Italian police divers in Naples have uncovered what they suspect are submerged artifacts that date back to the era of Roman Emperor Tiberius, or around AD 14-37.
The recent underwater discovery revealed a cache of artifacts, including obsidian, in an area deeper than initially anticipated.
Superintendent Mariano Nuzzo, in collaboration with archaeologist Luca di Franco and subaquatic archaeology experts, led the exploration, supported by Naples' diving unit and the Carabinieri’s Territorial Support. During their meticulous examination, the groups discovered a broad range of evidence at depths ranging from 98 feet to over 130 meters, IFL Science reported.
Among the recovered artifacts is a piece believed to be part of a Neolithic ship's cargo, measuring approximately 8 inches by 11 inches, with a height of 6 inches and a weight of nearly 17.5 pounds.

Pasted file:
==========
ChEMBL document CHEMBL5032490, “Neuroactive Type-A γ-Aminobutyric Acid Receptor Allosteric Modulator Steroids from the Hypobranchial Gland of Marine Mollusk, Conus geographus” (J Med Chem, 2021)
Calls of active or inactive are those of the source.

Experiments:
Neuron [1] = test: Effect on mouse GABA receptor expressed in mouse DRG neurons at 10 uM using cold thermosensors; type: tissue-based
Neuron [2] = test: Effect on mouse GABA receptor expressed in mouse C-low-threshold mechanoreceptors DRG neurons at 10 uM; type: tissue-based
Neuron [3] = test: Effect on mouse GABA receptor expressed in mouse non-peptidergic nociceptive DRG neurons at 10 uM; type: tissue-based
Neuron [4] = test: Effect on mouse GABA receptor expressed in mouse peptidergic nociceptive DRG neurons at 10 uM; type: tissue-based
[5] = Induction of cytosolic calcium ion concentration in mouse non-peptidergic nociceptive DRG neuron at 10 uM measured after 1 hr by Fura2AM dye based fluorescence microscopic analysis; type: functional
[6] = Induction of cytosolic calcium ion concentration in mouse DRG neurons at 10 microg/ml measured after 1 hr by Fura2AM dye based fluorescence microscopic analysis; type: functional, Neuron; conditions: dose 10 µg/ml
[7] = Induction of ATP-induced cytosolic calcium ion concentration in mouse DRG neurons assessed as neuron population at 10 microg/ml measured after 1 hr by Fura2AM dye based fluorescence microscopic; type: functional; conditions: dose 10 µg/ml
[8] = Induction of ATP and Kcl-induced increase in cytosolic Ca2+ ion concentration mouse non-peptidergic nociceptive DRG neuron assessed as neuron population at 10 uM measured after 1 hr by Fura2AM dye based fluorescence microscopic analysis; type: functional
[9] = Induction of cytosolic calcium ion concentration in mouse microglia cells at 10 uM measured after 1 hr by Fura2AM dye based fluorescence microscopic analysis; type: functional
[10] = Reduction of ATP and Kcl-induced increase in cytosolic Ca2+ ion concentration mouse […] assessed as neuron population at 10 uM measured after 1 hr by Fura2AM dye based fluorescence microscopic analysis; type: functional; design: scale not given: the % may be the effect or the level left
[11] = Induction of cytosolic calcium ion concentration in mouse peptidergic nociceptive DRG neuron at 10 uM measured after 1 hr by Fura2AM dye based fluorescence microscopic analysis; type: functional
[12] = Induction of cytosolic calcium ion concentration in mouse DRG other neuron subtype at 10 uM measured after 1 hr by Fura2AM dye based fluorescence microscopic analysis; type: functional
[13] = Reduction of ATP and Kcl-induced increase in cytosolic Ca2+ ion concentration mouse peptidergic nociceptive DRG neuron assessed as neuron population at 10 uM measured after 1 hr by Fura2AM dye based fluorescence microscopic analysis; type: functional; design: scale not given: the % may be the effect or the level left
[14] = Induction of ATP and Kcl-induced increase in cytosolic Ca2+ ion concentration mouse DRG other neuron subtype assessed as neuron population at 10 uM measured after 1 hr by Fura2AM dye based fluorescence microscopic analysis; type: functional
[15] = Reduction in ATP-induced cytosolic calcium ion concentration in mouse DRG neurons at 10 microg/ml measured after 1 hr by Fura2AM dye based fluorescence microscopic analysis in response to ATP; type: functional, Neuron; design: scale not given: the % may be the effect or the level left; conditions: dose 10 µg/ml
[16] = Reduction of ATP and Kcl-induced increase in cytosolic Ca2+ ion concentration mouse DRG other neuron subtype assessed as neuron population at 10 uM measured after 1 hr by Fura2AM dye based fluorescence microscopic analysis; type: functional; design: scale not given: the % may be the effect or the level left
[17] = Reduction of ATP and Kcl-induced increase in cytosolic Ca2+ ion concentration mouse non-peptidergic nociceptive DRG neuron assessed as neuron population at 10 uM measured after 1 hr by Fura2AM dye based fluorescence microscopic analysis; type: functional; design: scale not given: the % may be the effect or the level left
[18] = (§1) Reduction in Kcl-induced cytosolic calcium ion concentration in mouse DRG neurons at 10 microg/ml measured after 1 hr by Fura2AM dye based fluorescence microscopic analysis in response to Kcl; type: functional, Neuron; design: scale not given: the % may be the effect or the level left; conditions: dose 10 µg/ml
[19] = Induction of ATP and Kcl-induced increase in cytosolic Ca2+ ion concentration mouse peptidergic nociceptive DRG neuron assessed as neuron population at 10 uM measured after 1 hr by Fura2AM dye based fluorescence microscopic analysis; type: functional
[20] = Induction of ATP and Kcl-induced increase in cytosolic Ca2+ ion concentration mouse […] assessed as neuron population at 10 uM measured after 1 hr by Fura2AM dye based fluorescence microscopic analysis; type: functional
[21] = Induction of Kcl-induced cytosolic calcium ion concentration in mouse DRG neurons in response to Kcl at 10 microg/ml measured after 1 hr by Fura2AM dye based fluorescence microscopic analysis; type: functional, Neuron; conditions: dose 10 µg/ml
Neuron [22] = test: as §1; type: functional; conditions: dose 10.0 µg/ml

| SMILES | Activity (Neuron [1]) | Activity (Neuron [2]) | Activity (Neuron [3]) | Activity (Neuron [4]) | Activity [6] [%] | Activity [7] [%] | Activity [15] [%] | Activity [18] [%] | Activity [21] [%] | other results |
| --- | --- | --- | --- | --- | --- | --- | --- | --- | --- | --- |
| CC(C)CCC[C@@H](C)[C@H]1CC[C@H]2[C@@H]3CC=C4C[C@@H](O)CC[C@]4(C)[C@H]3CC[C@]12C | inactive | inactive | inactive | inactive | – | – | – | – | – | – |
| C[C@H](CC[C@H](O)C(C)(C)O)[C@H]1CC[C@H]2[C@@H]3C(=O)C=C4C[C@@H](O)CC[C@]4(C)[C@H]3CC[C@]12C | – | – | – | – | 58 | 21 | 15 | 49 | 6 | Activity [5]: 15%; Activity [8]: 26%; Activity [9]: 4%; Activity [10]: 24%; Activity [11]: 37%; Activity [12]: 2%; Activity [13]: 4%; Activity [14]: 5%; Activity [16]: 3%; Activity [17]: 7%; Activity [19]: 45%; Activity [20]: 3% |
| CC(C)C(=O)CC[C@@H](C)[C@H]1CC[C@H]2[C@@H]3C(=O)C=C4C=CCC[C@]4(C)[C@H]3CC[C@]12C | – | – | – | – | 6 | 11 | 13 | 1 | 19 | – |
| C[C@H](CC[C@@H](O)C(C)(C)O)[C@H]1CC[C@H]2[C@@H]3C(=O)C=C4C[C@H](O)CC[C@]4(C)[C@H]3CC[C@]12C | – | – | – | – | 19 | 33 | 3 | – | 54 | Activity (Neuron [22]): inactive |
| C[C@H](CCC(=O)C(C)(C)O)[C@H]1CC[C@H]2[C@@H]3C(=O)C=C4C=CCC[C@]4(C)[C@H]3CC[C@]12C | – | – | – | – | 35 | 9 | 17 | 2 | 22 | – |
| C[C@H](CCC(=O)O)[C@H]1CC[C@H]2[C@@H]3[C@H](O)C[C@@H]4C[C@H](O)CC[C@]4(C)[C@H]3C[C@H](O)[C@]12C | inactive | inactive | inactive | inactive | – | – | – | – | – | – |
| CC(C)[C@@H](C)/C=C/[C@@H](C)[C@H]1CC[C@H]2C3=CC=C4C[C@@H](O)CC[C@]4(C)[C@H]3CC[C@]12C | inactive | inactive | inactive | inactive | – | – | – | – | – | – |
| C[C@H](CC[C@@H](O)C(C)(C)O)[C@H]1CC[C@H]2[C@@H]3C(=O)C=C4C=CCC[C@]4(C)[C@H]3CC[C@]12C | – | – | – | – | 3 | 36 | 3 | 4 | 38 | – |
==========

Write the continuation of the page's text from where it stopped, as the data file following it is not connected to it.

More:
The artifact, an obsidian chunk, displays signs of carving and craftsmanship, according to the Greek Reporter. The treasure will undergo cleaning and restoration before being housed at Nuzzo’s facilities.
Nuzzo emphasized the need for an extensive survey of the seabed to verify the possible presence of a hull or additional cargo material. He acknowledged the upcoming challenges, noting that salvageability would be influenced by the seabed's depths.
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Planned recovery operations, in collaboration with the National Superintendence for Underwater Cultural Heritage, aim to shed light on Capri's ancient history and the broader Mediterranean region during prehistoric times.
The discovery, near the renowned Grotta Azzurra, or Blue Lagoon, a favored bathing spot for Roman emperors, is speculated to be a shipwreck. Although the Neolithic period's human activity on Capri remains largely unknown, evidence suggests activity on various Mediterranean islands during that era.
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Tools found on Crete, dating back 130,000 years, suggest the possibility of a Neanderthal sailing from the Near East to Europe. Ancient tools on Melos have also been interpreted as evidence of seagoing hominids around half a million years ago, supporting the notion of early maritime activity.
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